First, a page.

CHARLOTTE, N.C. (AP) NASCAR decided Tuesday not to penalize Ryan Newman after his car failed inspection following the race at Talladega.
The Richard Childress Racing Chevrolet was found to be too low in the rear on both sides of the car after Sunday's race. NASCAR brought it back to North Carolina for a further inspection and concluded that damage during the race was to blame.
''I was happy with the fact NASCAR took the time to take the car back to the tech center and analyze everything,'' Newman said during an appearance at the NASCAR Hall of Fame. ''In the end, they saw that the damage from being hit from behind was enough to knock the back of the car enough down to take it out of its (clearance) window.''
Newman said his car was damaged on the final restart of the race when he was hit by Matt Kenseth as the drivers furiously charged for position.
Had NASCAR decided to penalize Newman, he likely would have been docked 15 points in the standings. Newman had already moved on to the third round of the Chase for the Sprint Cup championship and had a 27-point lead over the first driver eliminated at Talladega.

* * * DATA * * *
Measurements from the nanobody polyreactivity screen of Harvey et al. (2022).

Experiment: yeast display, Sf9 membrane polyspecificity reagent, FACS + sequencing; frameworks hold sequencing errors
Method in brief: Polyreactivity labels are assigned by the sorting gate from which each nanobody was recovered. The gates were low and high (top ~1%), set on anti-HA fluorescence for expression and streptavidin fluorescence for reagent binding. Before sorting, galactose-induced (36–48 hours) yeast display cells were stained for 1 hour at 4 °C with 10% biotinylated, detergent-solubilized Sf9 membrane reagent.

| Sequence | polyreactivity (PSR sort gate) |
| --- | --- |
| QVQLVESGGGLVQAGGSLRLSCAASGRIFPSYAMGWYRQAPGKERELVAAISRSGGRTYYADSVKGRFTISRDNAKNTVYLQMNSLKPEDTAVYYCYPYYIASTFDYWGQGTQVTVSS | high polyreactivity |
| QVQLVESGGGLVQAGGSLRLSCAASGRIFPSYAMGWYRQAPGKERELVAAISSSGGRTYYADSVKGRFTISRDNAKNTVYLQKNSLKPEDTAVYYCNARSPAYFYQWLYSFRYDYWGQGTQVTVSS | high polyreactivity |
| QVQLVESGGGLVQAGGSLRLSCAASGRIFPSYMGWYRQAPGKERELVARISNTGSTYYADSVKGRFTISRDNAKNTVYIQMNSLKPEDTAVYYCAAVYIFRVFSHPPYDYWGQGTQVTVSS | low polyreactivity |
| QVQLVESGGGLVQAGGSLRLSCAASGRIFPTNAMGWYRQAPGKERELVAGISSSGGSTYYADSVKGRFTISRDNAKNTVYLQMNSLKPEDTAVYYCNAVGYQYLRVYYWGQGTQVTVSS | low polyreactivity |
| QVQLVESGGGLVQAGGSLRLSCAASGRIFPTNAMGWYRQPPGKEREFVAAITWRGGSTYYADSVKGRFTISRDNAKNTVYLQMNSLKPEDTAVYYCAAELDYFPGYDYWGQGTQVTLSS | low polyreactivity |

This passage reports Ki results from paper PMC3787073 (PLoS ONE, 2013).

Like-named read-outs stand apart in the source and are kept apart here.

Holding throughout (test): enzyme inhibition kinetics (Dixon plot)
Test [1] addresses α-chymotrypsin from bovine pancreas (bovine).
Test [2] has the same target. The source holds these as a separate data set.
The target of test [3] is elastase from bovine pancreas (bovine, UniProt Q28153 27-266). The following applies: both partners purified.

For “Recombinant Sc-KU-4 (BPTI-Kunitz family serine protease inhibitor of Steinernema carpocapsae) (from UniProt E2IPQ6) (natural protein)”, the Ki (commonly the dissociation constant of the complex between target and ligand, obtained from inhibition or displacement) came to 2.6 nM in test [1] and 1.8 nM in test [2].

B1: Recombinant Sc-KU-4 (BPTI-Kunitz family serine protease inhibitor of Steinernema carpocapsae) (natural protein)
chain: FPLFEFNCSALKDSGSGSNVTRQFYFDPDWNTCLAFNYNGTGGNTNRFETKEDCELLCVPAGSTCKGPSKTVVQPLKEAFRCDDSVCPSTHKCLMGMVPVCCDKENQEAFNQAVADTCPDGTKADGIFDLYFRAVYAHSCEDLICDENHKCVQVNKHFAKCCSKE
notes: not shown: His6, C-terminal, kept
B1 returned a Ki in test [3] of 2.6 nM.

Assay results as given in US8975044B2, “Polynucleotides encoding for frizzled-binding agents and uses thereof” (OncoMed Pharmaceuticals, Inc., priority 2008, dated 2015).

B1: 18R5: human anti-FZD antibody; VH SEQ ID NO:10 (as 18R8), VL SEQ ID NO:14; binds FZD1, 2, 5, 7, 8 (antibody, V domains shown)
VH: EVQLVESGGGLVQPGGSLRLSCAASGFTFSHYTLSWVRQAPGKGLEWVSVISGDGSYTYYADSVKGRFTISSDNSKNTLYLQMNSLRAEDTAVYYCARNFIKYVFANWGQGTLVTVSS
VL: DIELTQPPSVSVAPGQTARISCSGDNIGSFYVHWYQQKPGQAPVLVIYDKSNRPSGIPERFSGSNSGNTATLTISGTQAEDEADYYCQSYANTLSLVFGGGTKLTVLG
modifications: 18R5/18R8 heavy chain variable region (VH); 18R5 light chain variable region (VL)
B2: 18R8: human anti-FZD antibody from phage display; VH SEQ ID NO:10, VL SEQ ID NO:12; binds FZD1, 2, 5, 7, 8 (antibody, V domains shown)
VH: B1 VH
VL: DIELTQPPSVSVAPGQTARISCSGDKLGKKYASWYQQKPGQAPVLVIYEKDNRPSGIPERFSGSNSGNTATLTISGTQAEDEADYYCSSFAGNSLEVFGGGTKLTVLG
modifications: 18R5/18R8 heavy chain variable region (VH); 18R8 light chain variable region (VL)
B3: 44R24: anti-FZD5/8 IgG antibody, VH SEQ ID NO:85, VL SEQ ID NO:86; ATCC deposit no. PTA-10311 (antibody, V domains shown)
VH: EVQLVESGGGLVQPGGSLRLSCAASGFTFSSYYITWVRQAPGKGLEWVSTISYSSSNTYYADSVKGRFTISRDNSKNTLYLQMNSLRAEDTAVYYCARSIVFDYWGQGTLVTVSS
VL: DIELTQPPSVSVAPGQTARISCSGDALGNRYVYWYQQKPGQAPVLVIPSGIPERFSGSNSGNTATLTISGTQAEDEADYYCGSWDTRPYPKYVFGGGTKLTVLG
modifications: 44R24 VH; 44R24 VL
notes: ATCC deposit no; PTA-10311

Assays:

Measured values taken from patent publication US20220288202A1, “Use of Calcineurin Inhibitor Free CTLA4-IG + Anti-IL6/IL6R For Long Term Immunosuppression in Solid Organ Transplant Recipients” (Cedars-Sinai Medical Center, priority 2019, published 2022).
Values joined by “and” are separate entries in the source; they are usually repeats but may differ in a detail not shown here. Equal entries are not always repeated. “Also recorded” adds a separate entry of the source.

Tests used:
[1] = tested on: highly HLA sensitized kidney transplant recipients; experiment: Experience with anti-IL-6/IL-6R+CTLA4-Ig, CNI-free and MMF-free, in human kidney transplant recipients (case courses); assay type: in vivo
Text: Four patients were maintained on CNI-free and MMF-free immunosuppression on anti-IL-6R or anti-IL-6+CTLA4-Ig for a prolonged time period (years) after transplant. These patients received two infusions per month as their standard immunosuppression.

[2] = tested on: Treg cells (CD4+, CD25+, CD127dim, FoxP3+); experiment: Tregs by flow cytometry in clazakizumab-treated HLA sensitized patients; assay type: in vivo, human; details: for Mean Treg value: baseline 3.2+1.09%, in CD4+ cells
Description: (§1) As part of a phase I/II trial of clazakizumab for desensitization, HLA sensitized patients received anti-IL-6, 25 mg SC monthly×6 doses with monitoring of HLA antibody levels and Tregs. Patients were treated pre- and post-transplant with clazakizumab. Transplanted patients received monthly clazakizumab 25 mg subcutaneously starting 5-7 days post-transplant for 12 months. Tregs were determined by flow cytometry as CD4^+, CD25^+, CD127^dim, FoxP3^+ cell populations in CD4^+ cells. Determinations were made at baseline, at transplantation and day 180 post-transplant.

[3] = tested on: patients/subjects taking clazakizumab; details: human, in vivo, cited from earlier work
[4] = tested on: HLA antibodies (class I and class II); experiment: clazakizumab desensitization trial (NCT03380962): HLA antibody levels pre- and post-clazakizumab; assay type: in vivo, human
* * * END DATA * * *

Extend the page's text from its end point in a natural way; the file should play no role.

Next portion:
''I didn't know if there was going to be a penalty, I didn't know what that penalty was going to be,'' Newman said. ''I was confident it wasn't going to be more than 27 points because that would be the biggest penalty for that type of thing, ever, that I could imagine. In the end, you never know, and I was happy they did their due diligence.''
Newman goes into Martinsville Speedway this weekend as one of the surprises of the final eight drivers. He joins Joey Logano, Brad Keselowski, Jeff Gordon, Carl Edwards, Kevin Harvick, Denny Hamlin and Kenseth in this three-race segment of the Chase.
The top four drivers after the Nov. 9 race at Phoenix will advance to the season finale at Homestead, where the champion will be the highest finishing driver. A win in any of the next three races - at Martinsville, Texas and Phoenix - automatically advances the driver to the finale.